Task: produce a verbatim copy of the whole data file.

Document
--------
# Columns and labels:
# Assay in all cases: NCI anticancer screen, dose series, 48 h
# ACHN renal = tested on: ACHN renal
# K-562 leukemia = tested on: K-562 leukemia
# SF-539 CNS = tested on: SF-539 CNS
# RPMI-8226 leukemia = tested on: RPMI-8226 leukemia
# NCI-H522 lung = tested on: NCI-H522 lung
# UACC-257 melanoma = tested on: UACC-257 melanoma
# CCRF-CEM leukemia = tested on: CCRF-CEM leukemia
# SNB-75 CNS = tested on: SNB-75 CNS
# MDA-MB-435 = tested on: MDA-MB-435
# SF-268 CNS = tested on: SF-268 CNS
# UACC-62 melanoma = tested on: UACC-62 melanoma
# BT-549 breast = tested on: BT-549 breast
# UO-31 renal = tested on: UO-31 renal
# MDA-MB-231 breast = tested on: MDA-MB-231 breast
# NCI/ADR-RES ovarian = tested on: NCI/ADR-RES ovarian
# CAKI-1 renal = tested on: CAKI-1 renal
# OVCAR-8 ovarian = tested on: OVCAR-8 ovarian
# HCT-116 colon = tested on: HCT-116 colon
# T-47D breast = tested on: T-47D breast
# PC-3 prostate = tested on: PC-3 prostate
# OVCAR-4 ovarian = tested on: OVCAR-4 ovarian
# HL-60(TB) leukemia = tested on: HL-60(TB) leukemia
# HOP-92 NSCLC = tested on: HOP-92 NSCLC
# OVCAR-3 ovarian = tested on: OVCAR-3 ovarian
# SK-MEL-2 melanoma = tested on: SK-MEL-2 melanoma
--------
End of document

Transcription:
# Columns and labels:
# Assay in all cases: NCI anticancer screen, dose series, 48 h
# ACHN renal = tested on: ACHN renal
# K-562 leukemia = tested on: K-562 leukemia
# SF-539 CNS = tested on: SF-539 CNS
# RPMI-8226 leukemia = tested on: RPMI-8226 leukemia
# NCI-H522 lung = tested on: NCI-H522 lung
# UACC-257 melanoma = tested on: UACC-257 melanoma
# CCRF-CEM leukemia = tested on: CCRF-CEM leukemia
# SNB-75 CNS = tested on: SNB-75 CNS
# MDA-MB-435 = tested on: MDA-MB-435
# SF-268 CNS = tested on: SF-268 CNS
# UACC-62 melanoma = tested on: UACC-62 melanoma
# BT-549 breast = tested on: BT-549 breast
# UO-31 renal = tested on: UO-31 renal
# MDA-MB-231 breast = tested on: MDA-MB-231 breast
# NCI/ADR-RES ovarian = tested on: NCI/ADR-RES ovarian
# CAKI-1 renal = tested on: CAKI-1 renal
# OVCAR-8 ovarian = tested on: OVCAR-8 ovarian
# HCT-116 colon = tested on: HCT-116 colon
# T-47D breast = tested on: T-47D breast
# PC-3 prostate = tested on: PC-3 prostate
# OVCAR-4 ovarian = tested on: OVCAR-4 ovarian
# HL-60(TB) leukemia = tested on: HL-60(TB) leukemia
# HOP-92 NSCLC = tested on: HOP-92 NSCLC
# OVCAR-3 ovarian = tested on: OVCAR-3 ovarian
# SK-MEL-2 melanoma = tested on: SK-MEL-2 melanoma